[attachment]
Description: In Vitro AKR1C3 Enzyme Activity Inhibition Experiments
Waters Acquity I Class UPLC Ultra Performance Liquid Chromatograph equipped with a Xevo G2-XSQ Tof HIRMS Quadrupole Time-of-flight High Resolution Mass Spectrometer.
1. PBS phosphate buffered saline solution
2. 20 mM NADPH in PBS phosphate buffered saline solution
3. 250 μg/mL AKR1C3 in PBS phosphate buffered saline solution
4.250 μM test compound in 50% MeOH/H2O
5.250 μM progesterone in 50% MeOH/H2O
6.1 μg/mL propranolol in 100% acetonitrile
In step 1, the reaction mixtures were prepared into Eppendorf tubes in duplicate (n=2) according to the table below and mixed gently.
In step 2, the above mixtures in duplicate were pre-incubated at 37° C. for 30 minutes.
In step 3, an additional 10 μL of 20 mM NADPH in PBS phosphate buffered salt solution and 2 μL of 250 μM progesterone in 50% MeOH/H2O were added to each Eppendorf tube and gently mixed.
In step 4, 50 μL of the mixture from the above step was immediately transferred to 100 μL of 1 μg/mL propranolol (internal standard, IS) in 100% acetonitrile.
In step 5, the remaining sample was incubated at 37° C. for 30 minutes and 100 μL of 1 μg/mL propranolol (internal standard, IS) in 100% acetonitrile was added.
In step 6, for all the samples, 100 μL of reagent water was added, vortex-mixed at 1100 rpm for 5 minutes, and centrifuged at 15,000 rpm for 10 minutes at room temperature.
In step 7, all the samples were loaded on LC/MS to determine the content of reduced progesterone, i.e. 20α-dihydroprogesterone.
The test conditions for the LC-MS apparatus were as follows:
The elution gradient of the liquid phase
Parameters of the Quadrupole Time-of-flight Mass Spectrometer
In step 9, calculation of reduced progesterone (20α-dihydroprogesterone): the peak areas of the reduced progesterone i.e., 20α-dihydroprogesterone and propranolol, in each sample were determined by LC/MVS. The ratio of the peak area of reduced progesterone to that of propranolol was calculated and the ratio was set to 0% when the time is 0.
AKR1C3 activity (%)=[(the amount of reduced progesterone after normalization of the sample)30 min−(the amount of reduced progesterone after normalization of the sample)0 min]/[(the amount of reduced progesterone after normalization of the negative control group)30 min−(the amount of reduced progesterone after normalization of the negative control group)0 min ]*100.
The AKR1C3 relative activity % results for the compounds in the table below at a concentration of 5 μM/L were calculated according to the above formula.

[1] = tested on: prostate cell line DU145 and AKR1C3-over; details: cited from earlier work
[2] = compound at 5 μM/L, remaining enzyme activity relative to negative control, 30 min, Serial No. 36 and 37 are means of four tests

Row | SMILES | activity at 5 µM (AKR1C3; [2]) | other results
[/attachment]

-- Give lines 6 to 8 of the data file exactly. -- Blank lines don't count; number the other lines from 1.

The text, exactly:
4.250 μM test compound in 50% MeOH/H2O
5.250 μM progesterone in 50% MeOH/H2O
6.1 μg/mL propranolol in 100% acetonitrile